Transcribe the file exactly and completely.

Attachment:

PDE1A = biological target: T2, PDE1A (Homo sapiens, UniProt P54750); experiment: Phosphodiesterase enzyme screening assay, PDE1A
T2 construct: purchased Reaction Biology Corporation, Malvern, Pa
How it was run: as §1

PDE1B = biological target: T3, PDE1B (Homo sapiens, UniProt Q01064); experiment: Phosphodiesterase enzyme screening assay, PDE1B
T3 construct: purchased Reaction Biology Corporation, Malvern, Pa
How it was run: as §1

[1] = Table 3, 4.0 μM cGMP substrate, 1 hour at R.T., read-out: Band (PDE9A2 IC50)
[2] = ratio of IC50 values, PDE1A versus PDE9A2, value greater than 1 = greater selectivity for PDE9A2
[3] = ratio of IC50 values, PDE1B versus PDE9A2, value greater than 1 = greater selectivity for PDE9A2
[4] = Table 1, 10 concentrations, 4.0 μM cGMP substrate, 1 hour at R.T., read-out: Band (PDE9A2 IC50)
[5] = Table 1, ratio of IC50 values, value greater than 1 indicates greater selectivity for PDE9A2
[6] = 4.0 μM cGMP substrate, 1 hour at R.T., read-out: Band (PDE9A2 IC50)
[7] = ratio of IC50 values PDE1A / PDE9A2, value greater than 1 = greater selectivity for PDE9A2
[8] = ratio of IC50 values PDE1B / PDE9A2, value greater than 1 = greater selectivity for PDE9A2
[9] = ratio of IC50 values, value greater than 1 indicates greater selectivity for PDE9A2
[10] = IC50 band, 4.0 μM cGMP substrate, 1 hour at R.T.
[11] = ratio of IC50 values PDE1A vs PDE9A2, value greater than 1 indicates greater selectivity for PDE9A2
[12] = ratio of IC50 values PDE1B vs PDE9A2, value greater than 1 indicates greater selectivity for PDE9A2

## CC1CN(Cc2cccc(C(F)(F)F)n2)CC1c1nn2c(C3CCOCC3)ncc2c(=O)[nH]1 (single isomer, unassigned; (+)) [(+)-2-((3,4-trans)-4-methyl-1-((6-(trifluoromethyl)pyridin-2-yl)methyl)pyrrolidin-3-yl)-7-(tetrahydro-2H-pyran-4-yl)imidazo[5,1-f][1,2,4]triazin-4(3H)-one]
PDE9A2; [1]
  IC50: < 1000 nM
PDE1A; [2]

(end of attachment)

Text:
PDE1A = biological target: T2, PDE1A (Homo sapiens, UniProt P54750); experiment: Phosphodiesterase enzyme screening assay, PDE1A
T2 construct: purchased Reaction Biology Corporation, Malvern, Pa
How it was run: as §1

PDE1B = biological target: T3, PDE1B (Homo sapiens, UniProt Q01064); experiment: Phosphodiesterase enzyme screening assay, PDE1B
T3 construct: purchased Reaction Biology Corporation, Malvern, Pa
How it was run: as §1

[1] = Table 3, 4.0 μM cGMP substrate, 1 hour at R.T., read-out: Band (PDE9A2 IC50)
[2] = ratio of IC50 values, PDE1A versus PDE9A2, value greater than 1 = greater selectivity for PDE9A2
[3] = ratio of IC50 values, PDE1B versus PDE9A2, value greater than 1 = greater selectivity for PDE9A2
[4] = Table 1, 10 concentrations, 4.0 μM cGMP substrate, 1 hour at R.T., read-out: Band (PDE9A2 IC50)
[5] = Table 1, ratio of IC50 values, value greater than 1 indicates greater selectivity for PDE9A2
[6] = 4.0 μM cGMP substrate, 1 hour at R.T., read-out: Band (PDE9A2 IC50)
[7] = ratio of IC50 values PDE1A / PDE9A2, value greater than 1 = greater selectivity for PDE9A2
[8] = ratio of IC50 values PDE1B / PDE9A2, value greater than 1 = greater selectivity for PDE9A2
[9] = ratio of IC50 values, value greater than 1 indicates greater selectivity for PDE9A2
[10] = IC50 band, 4.0 μM cGMP substrate, 1 hour at R.T.
[11] = ratio of IC50 values PDE1A vs PDE9A2, value greater than 1 indicates greater selectivity for PDE9A2
[12] = ratio of IC50 values PDE1B vs PDE9A2, value greater than 1 indicates greater selectivity for PDE9A2

## CC1CN(Cc2cccc(C(F)(F)F)n2)CC1c1nn2c(C3CCOCC3)ncc2c(=O)[nH]1 (single isomer, unassigned; (+)) [(+)-2-((3,4-trans)-4-methyl-1-((6-(trifluoromethyl)pyridin-2-yl)methyl)pyrrolidin-3-yl)-7-(tetrahydro-2H-pyran-4-yl)imidazo[5,1-f][1,2,4]triazin-4(3H)-one]
PDE9A2; [1]
  IC50: < 1000 nM
PDE1A; [2]